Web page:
Further research into the complex virus – host interactions and how the vaccine is used in the final stages of the eradication programme is crucial to its success.
Poliomyelitis, also known as infantile paralysis, was one of the most feared diseases of the 1950s. By the mid 1970s, thanks to vaccination, the viral disease had been controlled and eradicated from the developed world, including the UK, US and most of Europe. In 1988, The World Health Organization launched a global eradication programme which is now near completion.
By the end of 2000, the only countries where polio was still endemic were those in the Indian subcontinent and central Africa. This year, for the first time, India has had no cases of polio. There are now just three countries where the virus is still circulating: Nigeria, Pakistan and Afghanistan. As the programme draws ever closer to its goal, there are new challenges and issues to be faced, these are explored by Dr Philip Minor from the National Institute for Biological Standards and Control, a centre of the Health Protection Agency, in the review.
As many polio infections do not cause symptoms, strong evidence is needed to show that not only the disease, but the virus that causes it, has disappeared completely. “There are three strains of virus that cause polio – some more easily detectable than others”, explained Dr Minor. “There have been examples where disease has been undetectable but the virus continues to be found circulating in the environment, e.g. sewage. This obviously raises questions about the confidence with which polio can be said to be eradicated when the time comes.”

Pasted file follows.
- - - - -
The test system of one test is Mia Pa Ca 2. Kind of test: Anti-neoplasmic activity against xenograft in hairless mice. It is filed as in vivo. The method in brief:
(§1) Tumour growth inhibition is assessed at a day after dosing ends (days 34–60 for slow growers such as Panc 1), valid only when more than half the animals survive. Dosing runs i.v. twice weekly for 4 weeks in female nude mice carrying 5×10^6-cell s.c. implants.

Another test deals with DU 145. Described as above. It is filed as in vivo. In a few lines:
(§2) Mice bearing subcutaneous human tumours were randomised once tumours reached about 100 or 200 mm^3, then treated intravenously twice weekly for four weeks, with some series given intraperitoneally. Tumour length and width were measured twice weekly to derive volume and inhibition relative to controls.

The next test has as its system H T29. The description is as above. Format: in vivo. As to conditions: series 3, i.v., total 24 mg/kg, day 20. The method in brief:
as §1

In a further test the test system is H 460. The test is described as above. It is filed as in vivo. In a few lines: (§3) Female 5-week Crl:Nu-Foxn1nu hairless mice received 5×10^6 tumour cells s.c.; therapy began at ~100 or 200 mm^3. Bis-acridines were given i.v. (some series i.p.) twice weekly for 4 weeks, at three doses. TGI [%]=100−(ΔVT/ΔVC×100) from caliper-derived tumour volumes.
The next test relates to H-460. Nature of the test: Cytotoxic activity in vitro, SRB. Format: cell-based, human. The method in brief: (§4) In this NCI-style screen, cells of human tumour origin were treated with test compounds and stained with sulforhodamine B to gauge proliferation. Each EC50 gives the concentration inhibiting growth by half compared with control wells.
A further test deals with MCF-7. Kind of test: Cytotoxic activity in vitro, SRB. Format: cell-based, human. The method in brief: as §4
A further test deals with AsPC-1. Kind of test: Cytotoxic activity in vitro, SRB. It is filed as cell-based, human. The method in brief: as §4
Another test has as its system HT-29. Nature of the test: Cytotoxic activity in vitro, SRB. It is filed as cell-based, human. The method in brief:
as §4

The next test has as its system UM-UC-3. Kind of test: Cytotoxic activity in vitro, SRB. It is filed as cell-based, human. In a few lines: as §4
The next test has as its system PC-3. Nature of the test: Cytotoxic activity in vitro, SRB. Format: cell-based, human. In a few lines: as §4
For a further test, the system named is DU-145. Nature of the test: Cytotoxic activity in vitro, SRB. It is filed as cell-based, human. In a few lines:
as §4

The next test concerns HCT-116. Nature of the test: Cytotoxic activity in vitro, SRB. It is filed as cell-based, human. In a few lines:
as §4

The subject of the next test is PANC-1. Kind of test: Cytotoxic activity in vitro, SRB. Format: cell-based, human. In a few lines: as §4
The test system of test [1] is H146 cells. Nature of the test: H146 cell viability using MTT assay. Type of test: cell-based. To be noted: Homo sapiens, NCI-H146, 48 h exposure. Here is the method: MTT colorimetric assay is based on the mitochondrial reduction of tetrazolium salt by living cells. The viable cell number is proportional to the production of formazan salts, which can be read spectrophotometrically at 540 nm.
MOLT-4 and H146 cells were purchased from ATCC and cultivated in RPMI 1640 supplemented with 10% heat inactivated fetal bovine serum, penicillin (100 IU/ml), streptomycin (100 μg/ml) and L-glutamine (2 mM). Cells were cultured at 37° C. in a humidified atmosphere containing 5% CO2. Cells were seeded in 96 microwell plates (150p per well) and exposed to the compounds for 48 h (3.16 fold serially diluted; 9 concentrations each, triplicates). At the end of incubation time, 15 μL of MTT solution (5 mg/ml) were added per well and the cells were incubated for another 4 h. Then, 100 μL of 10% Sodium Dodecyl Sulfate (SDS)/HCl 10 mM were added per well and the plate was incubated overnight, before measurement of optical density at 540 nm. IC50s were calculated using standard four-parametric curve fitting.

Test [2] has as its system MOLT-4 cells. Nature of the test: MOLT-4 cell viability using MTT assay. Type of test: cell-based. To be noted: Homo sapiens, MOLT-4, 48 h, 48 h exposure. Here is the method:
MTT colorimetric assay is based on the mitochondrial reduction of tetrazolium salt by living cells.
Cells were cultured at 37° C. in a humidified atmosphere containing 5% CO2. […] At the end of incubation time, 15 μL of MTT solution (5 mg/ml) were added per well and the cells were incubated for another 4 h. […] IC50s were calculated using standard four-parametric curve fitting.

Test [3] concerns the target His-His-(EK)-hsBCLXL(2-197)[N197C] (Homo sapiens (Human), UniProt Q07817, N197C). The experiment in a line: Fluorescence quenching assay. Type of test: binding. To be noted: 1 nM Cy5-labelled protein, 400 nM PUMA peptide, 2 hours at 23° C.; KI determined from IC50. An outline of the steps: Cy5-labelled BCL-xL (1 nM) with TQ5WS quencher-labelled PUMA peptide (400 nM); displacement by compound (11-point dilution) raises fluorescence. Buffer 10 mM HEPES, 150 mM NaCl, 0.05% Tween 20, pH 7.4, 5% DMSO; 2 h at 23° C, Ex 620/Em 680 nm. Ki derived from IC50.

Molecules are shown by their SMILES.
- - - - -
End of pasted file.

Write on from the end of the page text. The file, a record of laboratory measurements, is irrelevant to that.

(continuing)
Dr Minor believes that ridding the world of polio is more challenging than it was for smallpox. “The effort to eradicate polio is very close to success. If it gets there it will be a colossal technical achievement – arguably greater than putting a man on the moon – and will be among the greatest public health achievements of all time,” said Dr Minor. “However, polio is different from smallpox as most infections are asymptomatic and the live vaccine – which requires sophisticated technology to make – can, in rare cases, cause the disease.”
“We must also think carefully how these vaccines are used, in the final stages of the eradication programme. We need to look more closely into the behaviour of the virus – including the wild-type and the virus used in vaccines – and how they interact with their hosts. These lessons are important for future disease eradication efforts,” he said.
Research paper in Journal of General Virology available here.